Of and in themselves, myths can be delightfully beautiful and quixotic; archetypes and other abstract qualities (i.e. love, jealousy, passion, fidelity, pride, bravery, wisdom, and avarice) are personified as protagonists that interact with one another in ways that bring about harmonious fusion or discordant reaction. The specific configuration of their interaction is what determines the nature and mode of one’s inner transformation and what mediates the malleable trajectory of individual and collective fate. This is a reality that nobody can escape, not even the hermit that has chosen to reject the phenomenal world by withdrawing to a small mountain hut built in the middle of nowhere. Even he is subject to the full spectrum of human emotions released spontaneously when preeminent archetypes form inner relationships and interact–delight and torment, fear and hope, wit and horror, and innumerable other corresponding pairs that make for comedy, tragedy, and all corroborating aspects of the human drama. Hence, we might say that archetypes will manifest and seize ownership of you; they will possess you; they will work through you; and they will overwhelm you no matter who you are or where you come from. Their ubiquity and numinosity is not open to negotiation and debate. Myth functions as their sentient co-conspirator by offering extrinsic modalities through which any chain of intrinsic experiences might be contextualized and better understood. One might say that myth is a conscious attempt to grasp the world clearly and rationally.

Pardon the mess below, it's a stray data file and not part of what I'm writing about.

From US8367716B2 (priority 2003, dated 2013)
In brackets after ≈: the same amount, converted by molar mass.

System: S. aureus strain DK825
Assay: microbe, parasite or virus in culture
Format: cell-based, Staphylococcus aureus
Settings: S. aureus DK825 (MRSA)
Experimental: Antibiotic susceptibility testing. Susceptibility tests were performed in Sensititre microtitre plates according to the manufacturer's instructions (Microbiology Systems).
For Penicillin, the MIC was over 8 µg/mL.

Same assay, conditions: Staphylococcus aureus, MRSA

If transpersonal psychology has decreed that myth is the language of the unconscious, then psychotherapists should be able to use archetypal footprints inherent to them to map out specific denotations in dreams, hypnagogia, waking fantasies, and visions where unconscious states are exalted. In former times, the realm of mythological knowledge was somewhat downplayed as an obscure and unscientific realm of primitive cognizance but newfound perspectives garnered by psychology have salvaged it from consignation to the occult dustbin of collective human history. These days mythology enjoys a much more privileged position in transpersonal psychotherapy as a hermeneutical and well-articulated tool that can unlock a great many secrets like: what desires, urges, obligations, and duties are causing this fragmentation in my psyche? Why now? What is the reason for their being? When will this internal war be resolved? Will it ever be resolved? Myth throws open the floodgates leading back to the abyssal depths of the human psyche and offers substantial explanations that resolve all those internal conflicts usually at fault for overturned and disorientated impressions about the world. The conflicts are resolved by stimulating conditions that draw one into vigorous dialogue with positive and negative elementary aspects of their own Self. Allowing these aspects to ‘converse’ exposes a profounder reality than the one theorized to exist, an underlying fundamental harmony and unity to the cosmos that consequently heals the abhorrent schism by reintegrating all the subpersonalities hitherto at war with one another.